Oct 292012
 

Recently I came into a problem when I accidentally added a user to CRM that caused the entire CRM instance to no longer be usable. What happened is the user shared I added to an instance was the user that created the CRM instance.  That cause the whole instance to throw an error any time anyone would load it up. Continue reading »

Nov 162011
 

Given most programming problems there is an almost endless number of ways to implement a solution for even the most simple task. One of those tasks that many take for granted is string manipulation. When talking to a friend recently about this it brought up the question of which method is faster and better performing. So I decided I needed to look at execution speeds and memory usage of three of the main string manipulation implementations; String.Format, StringBuilder and String Concatenation. Continue reading »

Jun 092011
 

Recently I came across the need to insert the same unique identifier into two separate columns in the same insert statement. It turns out that it is a relatively easy solution but something that took a little bit of ingenuity.

So it’s not often, in fact I can’t think of many instances where you would need to insert the same unique identifier into two different columns in a single table in a single insert statement. As you may or may not know the easiest way to get a new unique identifier in T-SQL is using the command NEWID(). However, the problem is that if you make this call twice in a single statement you’ll get two unique identifiers. Continue reading »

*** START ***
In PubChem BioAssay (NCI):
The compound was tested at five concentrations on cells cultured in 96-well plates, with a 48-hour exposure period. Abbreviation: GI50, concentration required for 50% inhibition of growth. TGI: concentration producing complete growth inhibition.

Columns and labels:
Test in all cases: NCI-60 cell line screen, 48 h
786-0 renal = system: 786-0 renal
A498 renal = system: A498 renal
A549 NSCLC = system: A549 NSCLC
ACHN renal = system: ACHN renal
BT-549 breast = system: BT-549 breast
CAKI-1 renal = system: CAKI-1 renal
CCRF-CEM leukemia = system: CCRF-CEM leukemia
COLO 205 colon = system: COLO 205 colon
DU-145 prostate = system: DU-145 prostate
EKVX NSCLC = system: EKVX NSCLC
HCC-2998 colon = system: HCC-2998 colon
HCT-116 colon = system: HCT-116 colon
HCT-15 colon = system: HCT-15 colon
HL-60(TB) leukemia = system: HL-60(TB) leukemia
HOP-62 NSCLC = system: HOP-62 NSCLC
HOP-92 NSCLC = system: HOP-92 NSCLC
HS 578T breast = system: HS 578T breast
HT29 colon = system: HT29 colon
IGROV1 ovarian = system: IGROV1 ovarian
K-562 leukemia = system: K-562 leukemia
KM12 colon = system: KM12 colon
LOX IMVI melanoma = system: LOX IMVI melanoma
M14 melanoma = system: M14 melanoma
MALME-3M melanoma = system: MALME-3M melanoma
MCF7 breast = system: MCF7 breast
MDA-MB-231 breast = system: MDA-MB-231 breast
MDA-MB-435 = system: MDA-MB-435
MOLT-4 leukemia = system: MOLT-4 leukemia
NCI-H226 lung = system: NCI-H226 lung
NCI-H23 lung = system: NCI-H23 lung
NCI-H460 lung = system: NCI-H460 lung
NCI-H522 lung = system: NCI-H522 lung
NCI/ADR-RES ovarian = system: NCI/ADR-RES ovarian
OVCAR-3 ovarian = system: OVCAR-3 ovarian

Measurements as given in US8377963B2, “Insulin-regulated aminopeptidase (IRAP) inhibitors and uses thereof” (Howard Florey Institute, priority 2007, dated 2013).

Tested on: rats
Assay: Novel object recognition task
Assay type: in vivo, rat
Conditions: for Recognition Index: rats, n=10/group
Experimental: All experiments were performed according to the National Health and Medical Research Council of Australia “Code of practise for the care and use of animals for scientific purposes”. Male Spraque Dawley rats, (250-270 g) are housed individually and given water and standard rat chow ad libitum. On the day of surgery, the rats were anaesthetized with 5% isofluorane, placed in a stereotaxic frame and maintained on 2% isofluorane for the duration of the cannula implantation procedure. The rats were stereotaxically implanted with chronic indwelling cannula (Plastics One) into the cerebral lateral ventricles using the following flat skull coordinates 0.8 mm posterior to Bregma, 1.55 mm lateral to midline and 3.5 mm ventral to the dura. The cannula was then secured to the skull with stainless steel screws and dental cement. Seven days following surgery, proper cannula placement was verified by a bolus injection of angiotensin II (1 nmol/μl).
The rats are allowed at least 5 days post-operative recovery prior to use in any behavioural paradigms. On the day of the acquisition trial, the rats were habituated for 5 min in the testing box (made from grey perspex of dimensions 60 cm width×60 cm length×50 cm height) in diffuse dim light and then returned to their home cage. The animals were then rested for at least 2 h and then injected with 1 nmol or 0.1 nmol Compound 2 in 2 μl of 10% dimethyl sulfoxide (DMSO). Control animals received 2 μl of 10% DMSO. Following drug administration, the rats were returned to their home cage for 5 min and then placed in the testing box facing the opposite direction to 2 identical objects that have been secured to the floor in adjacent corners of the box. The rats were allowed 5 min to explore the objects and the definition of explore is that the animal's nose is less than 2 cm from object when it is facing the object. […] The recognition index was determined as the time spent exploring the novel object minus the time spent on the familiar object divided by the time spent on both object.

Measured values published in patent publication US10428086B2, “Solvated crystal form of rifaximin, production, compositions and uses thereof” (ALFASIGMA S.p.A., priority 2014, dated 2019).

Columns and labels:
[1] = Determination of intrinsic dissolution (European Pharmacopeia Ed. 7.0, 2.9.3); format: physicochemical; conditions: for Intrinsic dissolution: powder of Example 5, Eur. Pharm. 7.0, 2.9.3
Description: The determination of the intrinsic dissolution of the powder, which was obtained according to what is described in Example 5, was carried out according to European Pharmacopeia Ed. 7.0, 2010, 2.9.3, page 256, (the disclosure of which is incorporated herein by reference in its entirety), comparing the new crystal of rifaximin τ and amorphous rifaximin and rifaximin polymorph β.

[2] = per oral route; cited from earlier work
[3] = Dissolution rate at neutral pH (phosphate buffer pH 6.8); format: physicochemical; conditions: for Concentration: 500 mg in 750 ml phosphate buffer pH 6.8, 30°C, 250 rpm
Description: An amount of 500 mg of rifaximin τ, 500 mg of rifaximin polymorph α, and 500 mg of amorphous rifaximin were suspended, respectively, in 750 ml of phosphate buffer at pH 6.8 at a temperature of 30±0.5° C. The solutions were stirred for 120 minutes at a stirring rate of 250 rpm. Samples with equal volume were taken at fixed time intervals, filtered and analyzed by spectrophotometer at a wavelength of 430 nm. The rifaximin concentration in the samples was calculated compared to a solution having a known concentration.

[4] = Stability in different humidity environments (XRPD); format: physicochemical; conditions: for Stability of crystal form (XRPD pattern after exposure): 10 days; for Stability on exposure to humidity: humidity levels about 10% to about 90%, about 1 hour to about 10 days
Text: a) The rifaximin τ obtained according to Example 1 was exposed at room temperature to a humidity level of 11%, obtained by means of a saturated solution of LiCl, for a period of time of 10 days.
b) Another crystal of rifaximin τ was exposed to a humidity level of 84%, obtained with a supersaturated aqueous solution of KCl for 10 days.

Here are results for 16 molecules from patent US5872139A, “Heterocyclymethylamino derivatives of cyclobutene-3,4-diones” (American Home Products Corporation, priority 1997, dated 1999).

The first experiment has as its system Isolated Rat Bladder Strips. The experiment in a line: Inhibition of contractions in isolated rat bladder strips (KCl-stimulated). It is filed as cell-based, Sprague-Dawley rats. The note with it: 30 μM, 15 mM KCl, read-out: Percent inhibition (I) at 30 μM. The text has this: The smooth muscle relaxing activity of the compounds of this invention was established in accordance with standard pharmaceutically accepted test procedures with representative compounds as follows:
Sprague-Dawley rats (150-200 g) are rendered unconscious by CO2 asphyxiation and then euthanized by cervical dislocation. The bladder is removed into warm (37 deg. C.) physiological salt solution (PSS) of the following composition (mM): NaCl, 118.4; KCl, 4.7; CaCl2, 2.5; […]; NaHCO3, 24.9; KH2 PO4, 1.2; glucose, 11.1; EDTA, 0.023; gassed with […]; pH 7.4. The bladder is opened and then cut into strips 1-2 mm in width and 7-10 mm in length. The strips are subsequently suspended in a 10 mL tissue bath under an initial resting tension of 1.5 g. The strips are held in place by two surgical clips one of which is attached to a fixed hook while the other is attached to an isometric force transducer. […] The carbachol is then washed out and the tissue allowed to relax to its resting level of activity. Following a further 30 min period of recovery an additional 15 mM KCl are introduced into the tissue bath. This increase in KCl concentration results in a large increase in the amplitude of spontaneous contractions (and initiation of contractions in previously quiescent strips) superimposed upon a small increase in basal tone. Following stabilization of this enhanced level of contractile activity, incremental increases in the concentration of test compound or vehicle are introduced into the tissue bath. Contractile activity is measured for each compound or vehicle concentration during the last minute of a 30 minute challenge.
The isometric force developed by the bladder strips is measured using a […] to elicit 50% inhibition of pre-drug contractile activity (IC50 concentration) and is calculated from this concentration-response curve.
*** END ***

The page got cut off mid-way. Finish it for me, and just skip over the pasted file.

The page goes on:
Apr 152011
 
While writing a large series of in-line if / else statements I came across a very fundamental question.  Which one is faster, in-line if / else statements or your standard if / else statement block?  No matter who I asked no one seemed to have a good answer, so I took it upon myself to find one.We can all probably agree that in-line if statements certainly take up less space and some may argue that the are much cleaner code.  And to be fair the more I’ve used in-line statements the more I’ve come to like them.  But the question still remained, in the realm of performance which one was faster. Continue reading »